QuoteChris Paget, director of research and development at Seattle-based IOActive, used a US$250 Motorola RFID reader and an antenna mounted in a car’s side window and drove for 20 minutes around San Francisco, with a colleague videoing the demonstration. During the demonstration he picked up the details of two US passport cards, which are fitted with RFID chips and can be used instead of traditional passports for travel to Canada, Mexico and the Caribbean. “I personally believe that RFID is very unsuitable for tagging people,” he said. “I don’t believe we should have any kind of identity document with RFID tags in them. My ultimate goal here would be, my dream for this research, would be to see the entire Western Hemisphere Travel Initiative be scrapped.”
QuotePart of the problem is likely the lackluster sales for the company's most famous product. Only 222 medical patients in total have opted to get RFID chips from VeriChip implanted as of the end of 2006, according to documents filed by the company with the Securities and Exchange Commission as part of its initial public offering. It's a modest number, the company says, and revenue for these systems is far below projections. "To date, we have only generated approximately $0.1 million in revenue ($100,000) from sales of the microchip inserter kits, significantly less than we had projected at the beginning of 2006. We may never achieve market acceptance or more than nominal or modest sales of this system," the company stated.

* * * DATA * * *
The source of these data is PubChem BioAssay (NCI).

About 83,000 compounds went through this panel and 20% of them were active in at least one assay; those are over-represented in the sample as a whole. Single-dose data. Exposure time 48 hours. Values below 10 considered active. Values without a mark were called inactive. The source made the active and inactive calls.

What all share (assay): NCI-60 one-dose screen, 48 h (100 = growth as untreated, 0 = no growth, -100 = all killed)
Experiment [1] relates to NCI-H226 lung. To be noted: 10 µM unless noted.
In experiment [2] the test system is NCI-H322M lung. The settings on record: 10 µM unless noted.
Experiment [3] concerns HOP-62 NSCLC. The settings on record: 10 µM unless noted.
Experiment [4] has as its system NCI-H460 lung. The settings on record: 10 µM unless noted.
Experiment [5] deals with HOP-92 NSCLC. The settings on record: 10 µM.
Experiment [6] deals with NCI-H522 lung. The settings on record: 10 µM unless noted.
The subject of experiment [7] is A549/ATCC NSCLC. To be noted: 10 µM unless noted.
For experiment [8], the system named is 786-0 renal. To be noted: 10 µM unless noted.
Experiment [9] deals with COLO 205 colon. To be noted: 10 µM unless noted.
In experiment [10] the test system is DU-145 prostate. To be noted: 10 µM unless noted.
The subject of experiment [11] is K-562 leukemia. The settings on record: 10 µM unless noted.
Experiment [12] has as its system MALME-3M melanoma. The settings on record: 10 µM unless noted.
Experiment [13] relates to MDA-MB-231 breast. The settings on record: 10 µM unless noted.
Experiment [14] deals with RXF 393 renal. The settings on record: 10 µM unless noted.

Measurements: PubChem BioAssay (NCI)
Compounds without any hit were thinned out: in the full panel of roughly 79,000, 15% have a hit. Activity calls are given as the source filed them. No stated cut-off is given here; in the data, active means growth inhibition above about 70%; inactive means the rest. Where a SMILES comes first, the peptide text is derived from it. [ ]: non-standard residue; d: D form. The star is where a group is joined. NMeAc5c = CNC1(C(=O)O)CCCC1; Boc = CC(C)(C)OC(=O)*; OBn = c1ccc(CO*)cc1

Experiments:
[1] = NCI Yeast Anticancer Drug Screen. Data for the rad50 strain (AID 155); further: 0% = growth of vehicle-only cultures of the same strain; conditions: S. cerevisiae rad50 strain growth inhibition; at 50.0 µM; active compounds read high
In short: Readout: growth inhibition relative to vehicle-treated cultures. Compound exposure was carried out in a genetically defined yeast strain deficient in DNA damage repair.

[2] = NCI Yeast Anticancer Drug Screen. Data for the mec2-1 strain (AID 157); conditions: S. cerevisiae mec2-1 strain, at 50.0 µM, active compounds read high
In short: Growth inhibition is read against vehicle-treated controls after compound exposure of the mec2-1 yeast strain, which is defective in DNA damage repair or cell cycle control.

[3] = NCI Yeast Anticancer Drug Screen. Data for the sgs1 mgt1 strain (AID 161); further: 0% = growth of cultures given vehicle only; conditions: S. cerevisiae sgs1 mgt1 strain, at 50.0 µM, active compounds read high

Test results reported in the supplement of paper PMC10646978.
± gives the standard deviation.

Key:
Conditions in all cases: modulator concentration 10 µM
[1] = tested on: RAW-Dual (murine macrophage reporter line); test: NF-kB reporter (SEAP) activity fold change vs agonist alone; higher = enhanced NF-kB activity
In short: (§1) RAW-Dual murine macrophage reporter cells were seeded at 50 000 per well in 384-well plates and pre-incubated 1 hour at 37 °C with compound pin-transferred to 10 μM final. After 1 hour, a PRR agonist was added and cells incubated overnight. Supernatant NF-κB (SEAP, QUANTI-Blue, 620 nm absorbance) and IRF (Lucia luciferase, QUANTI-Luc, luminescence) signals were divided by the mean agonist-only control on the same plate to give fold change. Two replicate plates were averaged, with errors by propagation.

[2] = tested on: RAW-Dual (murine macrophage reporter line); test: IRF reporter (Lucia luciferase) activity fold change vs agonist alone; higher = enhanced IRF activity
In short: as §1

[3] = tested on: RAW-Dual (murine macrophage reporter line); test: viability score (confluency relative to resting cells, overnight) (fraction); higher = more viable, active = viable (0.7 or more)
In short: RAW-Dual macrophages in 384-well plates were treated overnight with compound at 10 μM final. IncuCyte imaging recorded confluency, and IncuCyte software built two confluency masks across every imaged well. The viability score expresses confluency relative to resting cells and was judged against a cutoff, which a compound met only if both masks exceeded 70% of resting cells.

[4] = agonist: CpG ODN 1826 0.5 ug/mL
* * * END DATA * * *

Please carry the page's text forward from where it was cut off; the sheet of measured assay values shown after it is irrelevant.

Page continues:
QuoteInformation transfer requires actual physical connection to the Memory Spot and Taub says they designed it that way. "We don't want to increase the range of contact," he said. "We think it's just right." Memory Spot technology works independently of Internet connection. It is meant for physical data transmission, much like RFID, although another fundamental difference is that the data on Memory Spot is rewriteable whereas the majority of RFID chips are read-only.
Quote"Basically, you've given everybody a little radio-frequency doodad that silently declares 'Hey, I'm a foreigner,'" says author and futurist Bruce Sterling, who lectures on the future of RFID technology. "If nobody bothers to listen, great. If people figure out they can listen to passport IDs, there will be a lot of strange and inventive ways to exploit that for criminal purposes." RFID chips are used in security passes many companies issue to employees. They don't have to be touched to a reader-machine, only waved near it. Following initial objections by security and privacy experts, the State Department added several security precautions.